3. Reblogged this on The DigiTeacher and commented:
    So important that our beliefs as teachers are grounded in solid research.

  4. Reblogged this on Blogcollectief Onderzoek Onderwijs and commented:
    Another persistent education myth, the ‘Learning Pyramid’, is debunked by edublogger Larry Cuban.

  5. Pingback: Zombie ideas again : « The Learning Pyram...

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  7. For once I get to be the zombie! And this from someone (me) who looks down his nose at anyone who discourses on “learning styles” and other pseudo-scientific falderal.

    I have one of those pyramids on my classroom wall. I use it to remind myself to cut out the talkie blather that I regularly fall into. I sense a red herring smelling up your blog this week; we ain’t arguing for all constructivism all the time. That chart exists in a world where 98% of the teachers I see lecture too much (including me).

    I’ve taught at a junior college and in a public high school for about twenty years and I haven’t yet observed that ‘tilt toward student-centered learning’ that you allege. I hear teachers talk about such things, but I don’t observe very many teachers doing thusly. So, yes, I notice that some profs in ed schools push constructivist methods, and, yes, for virtually all high school teachers those ideas go in one ear and out the other. I’m a little embarrassed to be supporting this kind of folk wisdom, but here I am doing it. (“Hypocrisy is the homage that vice renders to virtue.”)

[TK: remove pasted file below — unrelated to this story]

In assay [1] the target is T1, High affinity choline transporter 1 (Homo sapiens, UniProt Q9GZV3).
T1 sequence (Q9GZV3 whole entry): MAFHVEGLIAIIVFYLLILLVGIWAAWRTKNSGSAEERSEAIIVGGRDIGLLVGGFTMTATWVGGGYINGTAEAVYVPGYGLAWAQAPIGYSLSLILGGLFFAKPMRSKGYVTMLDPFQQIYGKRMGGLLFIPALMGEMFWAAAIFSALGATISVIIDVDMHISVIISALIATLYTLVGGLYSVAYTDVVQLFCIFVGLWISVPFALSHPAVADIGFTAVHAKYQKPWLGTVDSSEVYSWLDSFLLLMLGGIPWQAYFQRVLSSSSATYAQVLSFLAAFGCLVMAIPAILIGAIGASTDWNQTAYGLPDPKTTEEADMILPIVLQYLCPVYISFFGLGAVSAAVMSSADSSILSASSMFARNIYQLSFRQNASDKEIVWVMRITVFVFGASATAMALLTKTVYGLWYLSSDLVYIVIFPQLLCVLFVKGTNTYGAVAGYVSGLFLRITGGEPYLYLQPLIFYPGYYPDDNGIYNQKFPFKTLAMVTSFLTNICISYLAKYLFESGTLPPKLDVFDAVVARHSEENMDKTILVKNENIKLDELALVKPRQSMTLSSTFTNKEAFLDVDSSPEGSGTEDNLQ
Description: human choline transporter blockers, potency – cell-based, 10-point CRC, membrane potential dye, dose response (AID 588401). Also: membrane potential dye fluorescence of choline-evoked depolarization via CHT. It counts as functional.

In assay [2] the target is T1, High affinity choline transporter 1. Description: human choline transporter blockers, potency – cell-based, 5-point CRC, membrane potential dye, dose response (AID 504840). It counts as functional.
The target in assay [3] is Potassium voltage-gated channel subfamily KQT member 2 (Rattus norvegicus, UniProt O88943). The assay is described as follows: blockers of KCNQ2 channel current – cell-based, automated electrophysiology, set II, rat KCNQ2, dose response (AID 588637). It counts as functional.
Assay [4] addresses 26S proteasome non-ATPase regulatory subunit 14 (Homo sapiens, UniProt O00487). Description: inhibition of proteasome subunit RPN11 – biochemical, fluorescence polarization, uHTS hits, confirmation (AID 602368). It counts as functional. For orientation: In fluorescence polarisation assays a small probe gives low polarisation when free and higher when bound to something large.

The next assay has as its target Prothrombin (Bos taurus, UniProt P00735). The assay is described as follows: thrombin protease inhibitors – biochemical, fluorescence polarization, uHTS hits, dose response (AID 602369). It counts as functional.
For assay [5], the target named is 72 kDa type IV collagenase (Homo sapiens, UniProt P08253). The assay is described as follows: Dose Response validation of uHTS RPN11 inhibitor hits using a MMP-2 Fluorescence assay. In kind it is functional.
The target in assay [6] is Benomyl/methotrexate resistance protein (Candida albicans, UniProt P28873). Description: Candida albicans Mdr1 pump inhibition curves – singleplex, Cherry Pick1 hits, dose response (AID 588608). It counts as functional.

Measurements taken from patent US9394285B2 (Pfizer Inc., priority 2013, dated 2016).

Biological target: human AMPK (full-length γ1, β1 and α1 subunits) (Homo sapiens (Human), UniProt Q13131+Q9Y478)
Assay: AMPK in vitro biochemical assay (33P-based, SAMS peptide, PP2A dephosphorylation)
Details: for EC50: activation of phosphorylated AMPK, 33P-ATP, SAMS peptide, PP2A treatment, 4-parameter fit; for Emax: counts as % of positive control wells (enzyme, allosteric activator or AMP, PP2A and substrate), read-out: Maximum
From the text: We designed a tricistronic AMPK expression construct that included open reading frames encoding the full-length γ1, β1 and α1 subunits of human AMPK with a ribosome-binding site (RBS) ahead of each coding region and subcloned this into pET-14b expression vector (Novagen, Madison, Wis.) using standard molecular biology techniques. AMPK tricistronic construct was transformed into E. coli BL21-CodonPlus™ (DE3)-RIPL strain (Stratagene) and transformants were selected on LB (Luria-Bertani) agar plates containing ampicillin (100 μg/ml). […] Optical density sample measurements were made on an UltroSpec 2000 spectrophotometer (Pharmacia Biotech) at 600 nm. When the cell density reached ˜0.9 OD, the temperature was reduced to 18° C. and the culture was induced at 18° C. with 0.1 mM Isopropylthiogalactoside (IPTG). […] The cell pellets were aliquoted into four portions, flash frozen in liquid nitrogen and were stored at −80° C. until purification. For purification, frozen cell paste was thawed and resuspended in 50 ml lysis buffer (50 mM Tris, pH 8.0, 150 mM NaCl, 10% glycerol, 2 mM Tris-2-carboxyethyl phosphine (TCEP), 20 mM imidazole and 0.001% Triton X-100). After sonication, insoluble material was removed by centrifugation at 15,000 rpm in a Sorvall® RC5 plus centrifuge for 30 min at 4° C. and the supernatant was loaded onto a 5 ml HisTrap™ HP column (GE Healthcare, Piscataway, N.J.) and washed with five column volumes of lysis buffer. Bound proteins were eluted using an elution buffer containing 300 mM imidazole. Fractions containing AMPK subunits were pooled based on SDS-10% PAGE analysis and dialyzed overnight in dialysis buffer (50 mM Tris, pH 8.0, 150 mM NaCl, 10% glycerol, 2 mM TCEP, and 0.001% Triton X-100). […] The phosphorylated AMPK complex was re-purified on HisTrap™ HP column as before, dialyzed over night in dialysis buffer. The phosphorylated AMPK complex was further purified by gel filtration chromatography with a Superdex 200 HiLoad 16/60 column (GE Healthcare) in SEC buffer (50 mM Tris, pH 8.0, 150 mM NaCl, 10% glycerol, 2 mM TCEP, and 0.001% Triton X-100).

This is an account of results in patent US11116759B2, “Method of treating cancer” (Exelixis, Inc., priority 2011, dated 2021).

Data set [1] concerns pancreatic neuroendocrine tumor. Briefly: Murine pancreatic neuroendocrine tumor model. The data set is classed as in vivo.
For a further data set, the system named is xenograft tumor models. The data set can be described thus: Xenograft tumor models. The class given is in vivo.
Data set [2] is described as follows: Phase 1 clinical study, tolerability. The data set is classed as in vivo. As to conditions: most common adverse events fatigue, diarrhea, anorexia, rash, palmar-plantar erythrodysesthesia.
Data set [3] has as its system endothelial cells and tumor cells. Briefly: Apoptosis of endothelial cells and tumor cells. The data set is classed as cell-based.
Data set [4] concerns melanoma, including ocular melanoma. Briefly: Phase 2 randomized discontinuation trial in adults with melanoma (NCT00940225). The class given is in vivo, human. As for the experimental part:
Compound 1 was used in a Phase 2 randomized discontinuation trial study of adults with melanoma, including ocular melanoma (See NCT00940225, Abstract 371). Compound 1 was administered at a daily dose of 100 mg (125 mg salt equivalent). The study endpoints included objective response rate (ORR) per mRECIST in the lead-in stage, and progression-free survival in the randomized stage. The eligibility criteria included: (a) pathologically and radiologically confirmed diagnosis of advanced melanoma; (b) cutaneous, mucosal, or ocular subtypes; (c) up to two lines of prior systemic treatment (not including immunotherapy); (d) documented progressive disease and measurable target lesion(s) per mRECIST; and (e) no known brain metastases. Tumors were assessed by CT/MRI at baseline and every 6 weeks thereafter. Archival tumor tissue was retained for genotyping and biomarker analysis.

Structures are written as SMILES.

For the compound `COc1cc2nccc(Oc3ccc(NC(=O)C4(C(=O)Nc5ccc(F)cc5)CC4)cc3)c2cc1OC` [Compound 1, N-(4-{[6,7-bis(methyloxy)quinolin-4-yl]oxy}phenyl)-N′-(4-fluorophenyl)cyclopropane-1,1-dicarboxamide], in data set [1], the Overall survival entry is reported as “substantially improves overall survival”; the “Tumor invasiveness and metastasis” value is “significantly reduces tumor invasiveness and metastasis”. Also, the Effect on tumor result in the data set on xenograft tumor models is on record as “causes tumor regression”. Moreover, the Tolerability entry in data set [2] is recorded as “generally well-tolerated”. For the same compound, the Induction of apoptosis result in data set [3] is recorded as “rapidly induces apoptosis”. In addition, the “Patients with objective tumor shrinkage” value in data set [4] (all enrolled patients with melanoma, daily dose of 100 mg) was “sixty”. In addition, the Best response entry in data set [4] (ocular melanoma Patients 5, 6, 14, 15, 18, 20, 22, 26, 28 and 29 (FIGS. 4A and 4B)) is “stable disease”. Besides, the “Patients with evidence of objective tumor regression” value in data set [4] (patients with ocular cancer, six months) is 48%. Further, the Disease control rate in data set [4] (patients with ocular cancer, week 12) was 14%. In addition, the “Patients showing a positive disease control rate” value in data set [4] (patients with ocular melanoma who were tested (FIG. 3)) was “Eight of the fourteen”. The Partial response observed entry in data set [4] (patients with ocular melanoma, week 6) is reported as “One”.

Which is why I think my chart is a good antidote for my bad habits of explainin’ when my students should be doin’.

    • larrycuban

      Having the “Learning Pyramid” in your room, Jerry, I thoroughly understand. You use it as a reminder to construct activities for your students that involve them in learning and where they can participate. Like yourself, I, too, have observed so many educators talking about the importance of students participating but the nature of the age-graded schools, the demands placed upon teachers, class size and other factors constrain such practices and we–I include myself–end up doing a lot of talking and directing. The “tilt” I speak about is in the talk, not the doin.’

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  9. David Callaghan

    Hi Larry.
    Thanks for a great post. It seems to echo a favourite of mine: Kirschner, Sweller & Clark’s 2006 paper “Why Minimal Guidance during Instruction Does Not Work: An Analysis of the Failure of Constructivist, Discovery, Problem-Based, Experiential, and Inquiry-Based Teaching.” – well worth a read to add more weight to this post. I love the way Kirschner et al give a ton of references (reminiscent of Oversold) and love their tone here “The minimally guided approach has been called by various names including discovery learning (Anthony, 1973; Bruner, 1961); problem-based learning (PBL; Barrows & Tamblyn, 1980; Schmidt, 1983), inquiry learning (Papert, 1980; Rutherford, 1964), experiential learning (Boud, Keogh, & Walker, 1985; Kolb & Fry, 1975), and constructivist learning (Jonassen, 1991; Steffe & Gale, 1995).”
    Link: http://www.cogtech.usc.edu/publications/kirschner_Sweller_Clark.pdf